Home Human rights Worldwide information

Worldwide information

In 1945, following World War II, the major nations of the world replaced the League of

Nations with the United Nations with the objective of stopping wars between countries

and to provide a platform for dialogue.

On 10 December 1948 the United Nations adopted the Universal Declaration of Human

Rights. For the first time, the Universal Declaration set out the fundamental rights and

freedoms to be shared by all human beings.

There are a number of videos on the Amnesty website which give young people the

fundamentals of the Universal Declaration in an easily digested format. In our section

on the United Nations you will find the full text of the Declaration.


Whilst the United Nations was adopting the Universal Declaration, Europe had 

established a Congress in 1947, under the chairmanship of Winston Churchill to consider

a European Charter of Human Rights. Serious discussions began when the Council of

Europe was established in May 1949. The debates over the Convention for the

Protection of Human Rights and Fundamental Freedom (as it became), were long and

heated but the final document was signed in Rome in November 1950.


In outline the Convention secures in particular:

- the right to life,

- the right to a fair hearing,

- the right to respect for private and family life,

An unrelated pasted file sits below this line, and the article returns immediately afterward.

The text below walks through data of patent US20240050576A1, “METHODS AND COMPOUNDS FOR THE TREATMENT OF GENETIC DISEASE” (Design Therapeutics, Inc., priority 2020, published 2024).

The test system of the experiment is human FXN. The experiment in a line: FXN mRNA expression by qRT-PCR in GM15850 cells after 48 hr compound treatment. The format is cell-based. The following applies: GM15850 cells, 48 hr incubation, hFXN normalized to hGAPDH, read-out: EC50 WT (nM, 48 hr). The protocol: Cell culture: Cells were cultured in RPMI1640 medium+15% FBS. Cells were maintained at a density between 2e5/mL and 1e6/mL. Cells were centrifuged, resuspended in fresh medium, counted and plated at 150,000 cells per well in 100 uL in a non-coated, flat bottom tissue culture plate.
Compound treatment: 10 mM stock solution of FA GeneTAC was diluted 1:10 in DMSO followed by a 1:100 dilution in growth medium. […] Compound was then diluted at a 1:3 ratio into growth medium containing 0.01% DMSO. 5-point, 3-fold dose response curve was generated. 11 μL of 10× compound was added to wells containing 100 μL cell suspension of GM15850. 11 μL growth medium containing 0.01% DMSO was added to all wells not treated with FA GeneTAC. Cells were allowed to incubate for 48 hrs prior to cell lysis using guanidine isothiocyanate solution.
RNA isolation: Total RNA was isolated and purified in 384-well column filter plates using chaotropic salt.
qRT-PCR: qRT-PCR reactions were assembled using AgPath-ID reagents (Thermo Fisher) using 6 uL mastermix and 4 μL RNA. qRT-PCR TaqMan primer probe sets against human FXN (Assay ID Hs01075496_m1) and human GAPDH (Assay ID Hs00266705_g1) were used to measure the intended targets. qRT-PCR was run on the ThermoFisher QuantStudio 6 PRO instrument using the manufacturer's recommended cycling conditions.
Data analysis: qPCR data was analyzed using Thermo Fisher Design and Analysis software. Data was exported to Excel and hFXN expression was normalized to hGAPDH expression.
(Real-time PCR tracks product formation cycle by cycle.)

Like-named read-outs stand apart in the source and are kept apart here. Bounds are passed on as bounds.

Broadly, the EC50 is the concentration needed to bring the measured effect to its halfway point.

- freedom of expression,

- freedom of thought, conscience and religion and,

- the protection of property.

The Convention prohibits in particular:

- torture and inhuman or degrading treatment or punishment,

- slavery and forced labour,

- death penalty,

- arbitrary and unlawful detention, and

- discrimination in the enjoyment of the rights and

  freedoms set out in the Convention.

In our section on Europe you will find the full text of the Convention and the

various institutions established in Europe to protect the citizen and enforce the rights

of the Convention. Individual countries have taken the principles enshrined in both the

United Nations Declaration and the European Convention and established national laws

which elaborate upon or extend those rights. In our final section on Individual countries

we consider some examples of how this has been done, including a special focus on the

position in Romania.